Unfortunately, they’re not the most comfortable ‘phones I’ve ever tried. With their soft and stylishly stitched earpads, they should be a pleasure to wear but the earpads are slightly too soft and squishy, while the earcups are quite shallow with a plastic surface in front of the drivers. My ears got pushed against this plastic, which proved annoying but not painful; someone with smaller ears may have no hassles at all though. Another factor is the headband – these ‘phones are designed to cut out external noise and to stay on regardless of circumstances, so they do tend to fit pretty tightly, at least on my oversize melon. I’m used to this from many hours spent wearing a set of Sennheiser HD650s, so it didn’t bother me much but others may find the pressure troubling, especially if it results in your ears sitting flush against the plastic inside the earcups. The earpads can also get a little hot and sweaty in warm weather but this is pretty typical of over the ear ‘phones worn outdoors. All that said however, I wore the Mix Masters for long periods because I was enjoying the sound so much and besides feeling as if I needed to adjust them more often than I normally would, I wasn’t particularly cursing the fit. Try before you buy if at all possible – you may have no comfort related issues at all.

Sound Quality

The sonic surprise was evident from the first few moments of the initial track I heard through the Mix Masters – ‘Daddy Fat Sax’ from Big Boi’s Sir Lucious Left Foot: The Son of Chico Dusty. With my iPod’s levels up high, the 50mm mylar drivers nearly took my head off, not from outright volume but rather from pure power and slam.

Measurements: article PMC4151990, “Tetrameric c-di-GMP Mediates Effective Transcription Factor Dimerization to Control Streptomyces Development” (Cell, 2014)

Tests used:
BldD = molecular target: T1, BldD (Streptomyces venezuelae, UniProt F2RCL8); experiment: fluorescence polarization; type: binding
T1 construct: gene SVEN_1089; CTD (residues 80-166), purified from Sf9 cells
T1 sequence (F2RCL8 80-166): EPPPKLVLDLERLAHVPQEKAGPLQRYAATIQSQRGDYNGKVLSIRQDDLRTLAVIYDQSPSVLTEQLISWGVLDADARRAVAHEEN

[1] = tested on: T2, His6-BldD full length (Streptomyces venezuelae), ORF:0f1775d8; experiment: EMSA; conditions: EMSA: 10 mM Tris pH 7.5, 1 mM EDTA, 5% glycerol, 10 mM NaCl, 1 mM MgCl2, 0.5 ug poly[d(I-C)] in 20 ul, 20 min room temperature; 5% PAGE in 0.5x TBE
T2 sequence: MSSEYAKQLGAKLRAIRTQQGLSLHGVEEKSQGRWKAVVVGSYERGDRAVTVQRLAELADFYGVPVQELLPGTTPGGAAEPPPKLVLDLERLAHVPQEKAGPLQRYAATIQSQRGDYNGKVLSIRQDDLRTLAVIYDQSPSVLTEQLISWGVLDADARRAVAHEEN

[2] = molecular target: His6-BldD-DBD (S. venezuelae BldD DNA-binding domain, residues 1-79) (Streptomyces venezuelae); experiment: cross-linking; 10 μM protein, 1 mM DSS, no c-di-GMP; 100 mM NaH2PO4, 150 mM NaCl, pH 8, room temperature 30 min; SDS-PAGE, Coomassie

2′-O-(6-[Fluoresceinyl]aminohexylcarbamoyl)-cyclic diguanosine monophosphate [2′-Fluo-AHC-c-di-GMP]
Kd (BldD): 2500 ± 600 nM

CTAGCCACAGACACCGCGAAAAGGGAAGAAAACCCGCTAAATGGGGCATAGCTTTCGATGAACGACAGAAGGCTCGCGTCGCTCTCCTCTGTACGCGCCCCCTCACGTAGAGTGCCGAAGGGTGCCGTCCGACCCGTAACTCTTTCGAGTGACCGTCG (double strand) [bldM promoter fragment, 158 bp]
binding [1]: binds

These ‘phones are remarkably dynamic and hit hard, so every single percussion strike they deliver comes in with an impact that’s quite spectacular. You could argue that any set of decent over the ear ‘phones with big drivers should pack a punch but the Mix Masters are special in this regard. The bass lines rock with vigour too, and the lowest notes stay tight without being overblown or resonant even on tracks that are heavy, heavy, heavy down there. Running through the entire Big Boi album and then spinning Wyclef Jean’s Greatest Hits had me literally laughing out loud and tapping feet like crazy at the Mix Masters’ speed and power. Fun in spades as I said!

It’s not all bang and slam though, the small details in the intro to Wyclef’s great version of Pink Floyd’s ‘Wish You Were Here’ (that’s not blasphemy by the way, it really is a good cover) were very apparent, not to the degree that you hear them on the HD650s but still obvious. Milder tunes from performers like Van Morrison or Dave Matthews still sound good but the Mix Masters only really come alive with some volume flowing through them; at the lower levels suited to this type of music, they’re a good listen, detailed but a tad sedate – switch from a few softly played James Taylor tracks and crank up the noise with Smashing Pumpkins or Pearl Jam and they’re different ‘phones. You don’t need to be on “11” all the time but “2” doesn’t cut it.